• Vendor-agnostic abstraction layer
  • Built on top of PHP’s PDO library
  • Current drivers: MySQL, PostgreSQL, SQLite, SQL Server
  • Can still write SQL. Example: $result = db_query(“SELECT nid, tilte FROM {node}”);
  • Placeholders have changed. Strings don’t have to be enclosed in single quotes any more, the Drupal database abstraction layer does that for you. Example:
    $sql = “SELECT title FROM {node} WHERE type = :type”;
    $result = db_query($sql, array(‘:type’ => ‘page’));
  • Results sets from select queries are easier to loop over (e.g. with a foreach ($result as $record) { // do stuff }.
  • Dynamic Queries possible. Example too complicated to note down in 1 minute.

hook calls

  • hook_nodeapi: no more $op
  • Replace with several individual hooks
  • Same for hook_user and hook_blocks

Views for Developers – Live Blogging from Drupal Camp NYC 8

By: Frank Carey

Question: How to integrate your custom module with all the goodie-ness of views?

Shameless Plug: I attempted to write a similar post about this in this post: Views Integration with your custom module and Overwriting Views Handlers

The custom way to integrate your module is by using hook_views_data. Using this hook, you would define how your module exposes data to views. A great alternative is using the Table Wizard module.

Example: Create Custom Watchdog View using Table Wizard

(Following list is not an actual “step by step” list, but the general idea is that Table Wizard allows us to create the array required for hook_views_data in a much simpler way than coding it by hand).

  • Select “Add existing tables”
  • Select the table you want to expose
  • Select “Provide default View”
  • Create a new table wizard entry for users
  • Create a relationship bewteen the two using the relationship and join on uid (users.uid joins with watchdog.uid)
    Options here are manual or automatic (manual: relationship needs to be added manually in the view, automatic: happens in the background without option in views interface)
  • Select the new table wizard entry that was just created and then export the views definition for it

Building Features and Exportables (The Wave of the Drupal Future) – Live Blogging from Drupal Camp NYC8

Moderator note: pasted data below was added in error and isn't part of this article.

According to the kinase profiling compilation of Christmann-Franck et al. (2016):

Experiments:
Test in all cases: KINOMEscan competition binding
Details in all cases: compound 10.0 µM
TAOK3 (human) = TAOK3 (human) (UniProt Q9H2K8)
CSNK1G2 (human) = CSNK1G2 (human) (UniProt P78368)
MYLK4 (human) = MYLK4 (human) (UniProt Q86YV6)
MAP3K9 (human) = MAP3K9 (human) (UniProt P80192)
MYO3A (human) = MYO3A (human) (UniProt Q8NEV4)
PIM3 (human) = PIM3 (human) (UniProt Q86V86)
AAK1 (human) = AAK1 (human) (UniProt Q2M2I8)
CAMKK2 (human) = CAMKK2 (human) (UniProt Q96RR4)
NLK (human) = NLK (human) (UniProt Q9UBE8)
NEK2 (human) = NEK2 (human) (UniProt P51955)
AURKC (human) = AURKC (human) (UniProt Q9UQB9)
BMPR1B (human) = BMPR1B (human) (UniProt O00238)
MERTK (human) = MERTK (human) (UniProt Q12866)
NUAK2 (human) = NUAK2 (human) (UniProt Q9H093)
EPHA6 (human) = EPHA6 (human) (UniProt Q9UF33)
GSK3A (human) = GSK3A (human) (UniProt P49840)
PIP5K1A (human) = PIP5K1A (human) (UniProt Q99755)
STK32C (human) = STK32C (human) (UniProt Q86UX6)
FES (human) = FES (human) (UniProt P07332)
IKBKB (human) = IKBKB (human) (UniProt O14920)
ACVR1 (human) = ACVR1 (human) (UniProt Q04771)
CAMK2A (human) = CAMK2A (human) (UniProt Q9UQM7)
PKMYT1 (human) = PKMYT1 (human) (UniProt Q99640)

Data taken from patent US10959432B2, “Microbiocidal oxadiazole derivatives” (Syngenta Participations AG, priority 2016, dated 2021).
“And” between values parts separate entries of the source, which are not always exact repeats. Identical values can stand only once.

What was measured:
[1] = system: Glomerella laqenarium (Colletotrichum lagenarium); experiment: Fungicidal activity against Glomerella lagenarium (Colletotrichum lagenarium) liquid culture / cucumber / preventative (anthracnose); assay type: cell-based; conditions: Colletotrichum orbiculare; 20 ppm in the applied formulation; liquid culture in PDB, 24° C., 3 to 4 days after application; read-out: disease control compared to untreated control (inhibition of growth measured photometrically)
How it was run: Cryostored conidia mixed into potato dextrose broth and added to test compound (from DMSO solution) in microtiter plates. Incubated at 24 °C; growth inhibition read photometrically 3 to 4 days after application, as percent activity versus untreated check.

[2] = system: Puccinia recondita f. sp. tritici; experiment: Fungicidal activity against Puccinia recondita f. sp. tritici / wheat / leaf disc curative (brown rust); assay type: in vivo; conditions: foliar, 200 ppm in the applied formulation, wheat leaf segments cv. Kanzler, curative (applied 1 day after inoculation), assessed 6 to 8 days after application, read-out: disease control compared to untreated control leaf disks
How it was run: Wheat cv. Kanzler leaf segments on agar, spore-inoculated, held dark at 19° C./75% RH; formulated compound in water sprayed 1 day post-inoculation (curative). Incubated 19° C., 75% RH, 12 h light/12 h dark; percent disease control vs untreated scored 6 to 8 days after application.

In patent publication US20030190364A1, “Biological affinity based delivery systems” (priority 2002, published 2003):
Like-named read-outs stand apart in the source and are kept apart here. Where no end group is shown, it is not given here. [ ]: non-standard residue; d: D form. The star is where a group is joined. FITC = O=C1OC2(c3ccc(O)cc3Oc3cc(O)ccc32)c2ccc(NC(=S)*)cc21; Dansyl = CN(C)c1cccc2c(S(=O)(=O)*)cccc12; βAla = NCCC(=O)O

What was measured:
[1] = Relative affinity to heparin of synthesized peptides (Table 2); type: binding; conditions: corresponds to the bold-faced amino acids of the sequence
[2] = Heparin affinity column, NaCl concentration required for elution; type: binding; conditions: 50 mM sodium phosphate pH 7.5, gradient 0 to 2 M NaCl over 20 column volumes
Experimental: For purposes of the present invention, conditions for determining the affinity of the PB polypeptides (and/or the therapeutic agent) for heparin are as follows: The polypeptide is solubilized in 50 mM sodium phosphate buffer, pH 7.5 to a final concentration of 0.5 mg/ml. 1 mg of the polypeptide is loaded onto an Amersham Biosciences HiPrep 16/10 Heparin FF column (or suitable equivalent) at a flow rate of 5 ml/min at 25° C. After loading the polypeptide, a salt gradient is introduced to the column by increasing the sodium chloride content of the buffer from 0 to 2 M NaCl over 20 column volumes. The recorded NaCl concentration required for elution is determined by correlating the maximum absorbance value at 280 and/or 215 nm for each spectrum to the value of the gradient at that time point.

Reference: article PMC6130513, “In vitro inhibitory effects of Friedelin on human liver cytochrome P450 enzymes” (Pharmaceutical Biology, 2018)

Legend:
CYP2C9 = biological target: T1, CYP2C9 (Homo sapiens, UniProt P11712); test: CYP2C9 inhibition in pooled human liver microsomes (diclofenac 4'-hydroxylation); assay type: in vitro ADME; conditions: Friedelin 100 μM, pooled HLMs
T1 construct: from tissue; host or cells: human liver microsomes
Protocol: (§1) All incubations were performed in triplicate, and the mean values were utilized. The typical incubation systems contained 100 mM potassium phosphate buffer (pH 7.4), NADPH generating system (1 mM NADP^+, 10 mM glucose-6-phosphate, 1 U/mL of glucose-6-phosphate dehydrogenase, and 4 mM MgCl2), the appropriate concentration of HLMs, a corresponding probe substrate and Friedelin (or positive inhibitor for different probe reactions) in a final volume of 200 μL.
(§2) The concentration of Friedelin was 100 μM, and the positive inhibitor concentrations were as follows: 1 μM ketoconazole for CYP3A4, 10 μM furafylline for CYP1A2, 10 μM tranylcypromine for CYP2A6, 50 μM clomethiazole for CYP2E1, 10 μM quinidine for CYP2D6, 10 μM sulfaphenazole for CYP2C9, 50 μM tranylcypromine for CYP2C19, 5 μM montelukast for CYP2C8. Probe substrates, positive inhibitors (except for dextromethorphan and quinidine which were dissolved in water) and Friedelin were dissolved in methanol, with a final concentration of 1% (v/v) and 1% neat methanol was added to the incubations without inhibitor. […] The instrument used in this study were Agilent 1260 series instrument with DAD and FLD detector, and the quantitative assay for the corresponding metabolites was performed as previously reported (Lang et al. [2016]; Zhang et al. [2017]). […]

By: Frank Carey (frankcarey)

Why settings should be in the code and not the database? Common problems with Drupal

  • How to track changes?
  • How to revert back in the case of a mistake?
  • How can configurations be re-used?
  • How to work as a team?
  • How to update settings across sites?

How to accomplish this

  • Certain modules have their own import/export capabilities, such as Views, Migrate, Rules
  • Other modules use CTools export API, such as Panels, Context (current standard)
  • Use modules like Strongarm that export the variables table

Enter: Features (Features Module)

  • Features is basically an exportables manager
  • Creates a “features” module (which is just a normal module)
  • Provides GUi interface to choose what should be exported with features
  • Provides drush integration

What should a feature consist of?

  • Logical sections and “atomic” functionality
  • Examples: Blog, Photo Galleries

Features of Features

  • Shows all module dependencies, content types, image cache types and views
  • Recreate and modify an existing feature (template)
  • Export features (distribution)
  • Modify exported features distribution in the include files directly

Takeaway Notes from this presentation:

Hardcore Drupal developers know the following modules well. How could I have missed using Features so far?

Really advanced presentation. Frank: Congrats on the Sony gig 🙂

Context: Changing how to Code in Drupal – Liveblogging from Drupal Camp NYC 8

By Seth Cohn (sethcohn)

Get the Context module here:
Another great module suggestion: (not necessarily related to Context though)

What’s the idea of context

Context pays attention to what’s happening on the page while the page is being rendered. Developers used to take arguments from the final URL path, but Context is saving a lot of information (such as type, nid, uid etc.) for later use (in the page load process). This is pretty awesome, because all content (such as the full node object) is already available in the Context. In short words: Smart global variables that persist throughout the whole (Drupal) page load.